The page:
Friday (Malachi 3) Lo, I am sending my messenger to prepare the way before me; And suddenly there will come to the temple the LORD whom you seek, And the messenger of the covenant whom you desire.
Saturday (1 Kings 3) od said, "Ask something of me and I will give it to you." Give your servant, therefore, an understanding heart to judge your people and to distinguish right from wrong.

Monday: (Mark 5) When he got out of the boat, at once a man from the tombs who had an unclean spirit met him. The man had been dwelling among the tombs, and no one could restrain him any longer, even with a chain.
Tuesday: (Mark 5)  Jairus, came forward. Seeing him he fell at his feet and pleaded earnestly with him, saying, "My daughter is at the point of death. Please, come lay your hands on her that she may get well and live." He went off with him and a large crowd followed him.
Wednesday (Mark 6) “Where did this man get all this? What kind of wisdom has been given him? What mighty deeds are wrought by his hands! Is he not the carpenter, the son of Mary, and the brother of James and Joseph and Judas and Simon? And are not his sisters here with us?” 
Thursday (Mark 6) Jesus summoned the Twelve and began to send them out two by two
and gave them authority over unclean spirits. He instructed them to take nothing for the journey but a walking stick –no food, no sack, no money in their belts.
Friday (Luke 2) When the days were completed for their purification according to the law of Moses, Mary and Joseph took Jesus up to Jerusalem to present him to the Lord.
Saturday (Mark 6) The Apostles gathered together with Jesus and reported all they had done and taught. He said to them, “Come away by yourselves to a deserted place and rest a while.” 

Saints of the Week

January 28: Thomas Aquinas, priest and Doctor (1225-1274), studied in a Benedictine monastery at Monte Cassino as a boy. He joined the newly formed Dominicans where he studied in France and Italy. He is a giant scholar. He wrote much on Scripture and theology, including his summation of theology (Summa Theologiae). He wrote several songs for liturgy, such as the Tantum Ergo, Pange Lingua, and Adoro Te Devote.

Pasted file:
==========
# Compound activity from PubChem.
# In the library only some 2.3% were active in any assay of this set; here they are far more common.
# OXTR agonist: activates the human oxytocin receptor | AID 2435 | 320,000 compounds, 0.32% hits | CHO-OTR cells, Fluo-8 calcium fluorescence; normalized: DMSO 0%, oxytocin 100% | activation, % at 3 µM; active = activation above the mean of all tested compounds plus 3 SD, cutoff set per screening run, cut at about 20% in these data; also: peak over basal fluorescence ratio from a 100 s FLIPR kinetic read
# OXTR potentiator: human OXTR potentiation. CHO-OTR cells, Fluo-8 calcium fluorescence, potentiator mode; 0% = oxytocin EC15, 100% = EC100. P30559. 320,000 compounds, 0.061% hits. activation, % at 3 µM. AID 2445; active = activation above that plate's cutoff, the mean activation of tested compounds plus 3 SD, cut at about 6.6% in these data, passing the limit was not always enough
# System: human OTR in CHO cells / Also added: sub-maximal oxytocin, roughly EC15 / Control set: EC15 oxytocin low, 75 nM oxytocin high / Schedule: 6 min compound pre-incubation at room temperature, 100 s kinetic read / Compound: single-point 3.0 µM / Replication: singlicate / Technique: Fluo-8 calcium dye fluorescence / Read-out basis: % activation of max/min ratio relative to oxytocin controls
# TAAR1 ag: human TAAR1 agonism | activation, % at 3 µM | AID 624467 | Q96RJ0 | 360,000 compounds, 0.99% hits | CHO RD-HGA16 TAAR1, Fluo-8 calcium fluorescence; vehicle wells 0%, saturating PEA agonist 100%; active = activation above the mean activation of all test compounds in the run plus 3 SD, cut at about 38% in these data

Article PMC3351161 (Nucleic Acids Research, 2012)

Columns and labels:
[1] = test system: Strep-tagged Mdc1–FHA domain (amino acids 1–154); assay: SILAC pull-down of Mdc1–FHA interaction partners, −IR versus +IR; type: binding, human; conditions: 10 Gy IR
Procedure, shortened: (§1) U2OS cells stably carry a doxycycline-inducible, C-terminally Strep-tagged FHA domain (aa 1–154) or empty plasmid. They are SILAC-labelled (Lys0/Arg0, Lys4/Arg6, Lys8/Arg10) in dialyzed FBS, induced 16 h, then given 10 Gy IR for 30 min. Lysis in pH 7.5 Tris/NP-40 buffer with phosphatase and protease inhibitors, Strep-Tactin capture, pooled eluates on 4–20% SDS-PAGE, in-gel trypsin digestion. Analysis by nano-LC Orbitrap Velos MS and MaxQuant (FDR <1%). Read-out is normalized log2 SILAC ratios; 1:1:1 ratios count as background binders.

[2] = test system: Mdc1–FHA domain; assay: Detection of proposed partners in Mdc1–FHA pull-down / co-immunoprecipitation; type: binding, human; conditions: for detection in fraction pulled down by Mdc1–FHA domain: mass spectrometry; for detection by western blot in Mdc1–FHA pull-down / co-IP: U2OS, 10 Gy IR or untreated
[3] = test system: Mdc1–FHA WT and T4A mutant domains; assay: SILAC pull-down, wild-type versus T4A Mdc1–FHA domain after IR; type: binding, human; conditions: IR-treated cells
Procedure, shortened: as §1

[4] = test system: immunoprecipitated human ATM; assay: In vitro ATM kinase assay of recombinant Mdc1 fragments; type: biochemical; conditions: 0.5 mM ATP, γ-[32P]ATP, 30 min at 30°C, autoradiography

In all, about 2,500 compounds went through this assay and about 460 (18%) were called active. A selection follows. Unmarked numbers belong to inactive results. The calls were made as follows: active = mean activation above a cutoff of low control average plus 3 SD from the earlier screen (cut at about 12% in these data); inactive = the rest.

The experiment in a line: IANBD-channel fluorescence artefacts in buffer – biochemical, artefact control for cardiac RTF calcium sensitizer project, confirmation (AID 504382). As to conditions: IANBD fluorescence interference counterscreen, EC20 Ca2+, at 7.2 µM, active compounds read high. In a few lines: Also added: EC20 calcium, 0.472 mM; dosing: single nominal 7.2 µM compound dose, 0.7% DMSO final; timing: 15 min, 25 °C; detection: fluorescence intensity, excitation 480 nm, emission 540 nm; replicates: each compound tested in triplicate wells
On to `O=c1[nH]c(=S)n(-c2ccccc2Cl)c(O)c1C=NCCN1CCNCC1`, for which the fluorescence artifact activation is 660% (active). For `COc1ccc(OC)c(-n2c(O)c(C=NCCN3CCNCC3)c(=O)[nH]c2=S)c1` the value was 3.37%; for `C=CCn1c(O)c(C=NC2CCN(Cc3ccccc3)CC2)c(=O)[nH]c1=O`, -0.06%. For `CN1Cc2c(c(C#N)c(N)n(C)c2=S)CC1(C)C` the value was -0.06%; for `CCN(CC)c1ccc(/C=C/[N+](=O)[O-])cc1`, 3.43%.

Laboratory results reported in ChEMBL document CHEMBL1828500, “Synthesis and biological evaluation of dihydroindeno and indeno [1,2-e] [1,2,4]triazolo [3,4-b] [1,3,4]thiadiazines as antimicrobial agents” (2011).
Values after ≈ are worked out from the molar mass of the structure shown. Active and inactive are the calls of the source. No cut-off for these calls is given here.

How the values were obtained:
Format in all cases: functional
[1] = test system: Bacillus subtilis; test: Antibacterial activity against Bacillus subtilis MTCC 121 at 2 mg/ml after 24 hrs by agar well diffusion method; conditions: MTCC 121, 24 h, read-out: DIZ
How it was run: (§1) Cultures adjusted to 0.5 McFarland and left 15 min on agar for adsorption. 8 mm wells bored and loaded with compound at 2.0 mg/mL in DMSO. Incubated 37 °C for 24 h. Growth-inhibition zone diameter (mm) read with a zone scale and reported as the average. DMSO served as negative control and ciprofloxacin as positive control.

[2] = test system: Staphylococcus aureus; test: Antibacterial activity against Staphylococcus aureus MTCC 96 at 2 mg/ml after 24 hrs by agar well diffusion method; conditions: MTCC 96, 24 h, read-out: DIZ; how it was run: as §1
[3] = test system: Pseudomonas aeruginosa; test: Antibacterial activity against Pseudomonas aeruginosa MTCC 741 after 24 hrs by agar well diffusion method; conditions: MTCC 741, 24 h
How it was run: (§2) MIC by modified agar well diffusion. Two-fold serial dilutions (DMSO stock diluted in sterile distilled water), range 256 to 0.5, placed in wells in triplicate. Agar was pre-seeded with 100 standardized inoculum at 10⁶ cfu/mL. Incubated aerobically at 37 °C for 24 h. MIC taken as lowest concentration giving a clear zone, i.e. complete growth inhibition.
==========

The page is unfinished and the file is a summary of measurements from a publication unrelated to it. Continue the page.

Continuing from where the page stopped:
January 31: John Bosco, priest (1815-1888), formed his Society to aid children who were imprisoned. He used Francis de Sales as his inspiration. He taught poor and working class boys in the evenings wherever it was possible to meet them - in fields, factories, or homes. A sister community was set up to assist young girls who were sent to work.

February 2: The Presentation of the Lord is the rite by which the firstborn male is presented in the Temple as an offering to God. It occurs 40 days after the birth while the new mother is considered ritually unclean. Two church elders, Simeon and Anna, who represent the old covenant, praise Jesus and warn his mother that her heart will be pierced as her son will bring the salvation of many.

February 3: Blase, bishop and martyr (d. 316), was an Armenian martyr of the persecution of Licinius. Legends hold that a boy, choking to death on a fishbone, was miraculously cured. Blase's intercession has been invoked for cures for throat afflictions. The candles presented at Candlemas the day earlier are used in the rite of the blessings of throats.

This Week in Jesuit History

·      Jan 28, 1853. Fr. General John Roothaan, wishing to resign his office, summoned a General Congregation, but died on May 8, before it assembled.
·      Jan 29, 1923. Woodstock scholastics kept a fire vigil for several months to prevent the Ku Klux Klan from setting the college on fire.
·      Jan 30, 1633. At Avignon, Fr. John Pujol, a famous master of novices, died. He ordered one of them to water a dry stick, which miraculously sprouted.
·      Jan 31, 1774. Fr. General Laurence Ricci, a prisoner in Castel S Angelo, claimed his liberty, since his innocence had been fully vindicated. He received from the Papal Congregation the reply that they would think about it. Pope Clement XIV was said at this time to be mentally afflicted.
·      Feb 1, 1549. The first Jesuit missionaries to go to Brazil set sail from Lisbon, Portugal, under Fr. Emmanuel de Nobrega.
·      Feb 2, 1528. Ignatius arrived in Paris to begin his program of studies at the University of Paris.

·      Feb 3, 1571. In Florida, the martyrdom of Fr. Louis Quiros and two novices, shot with arrows by an apostate Indian.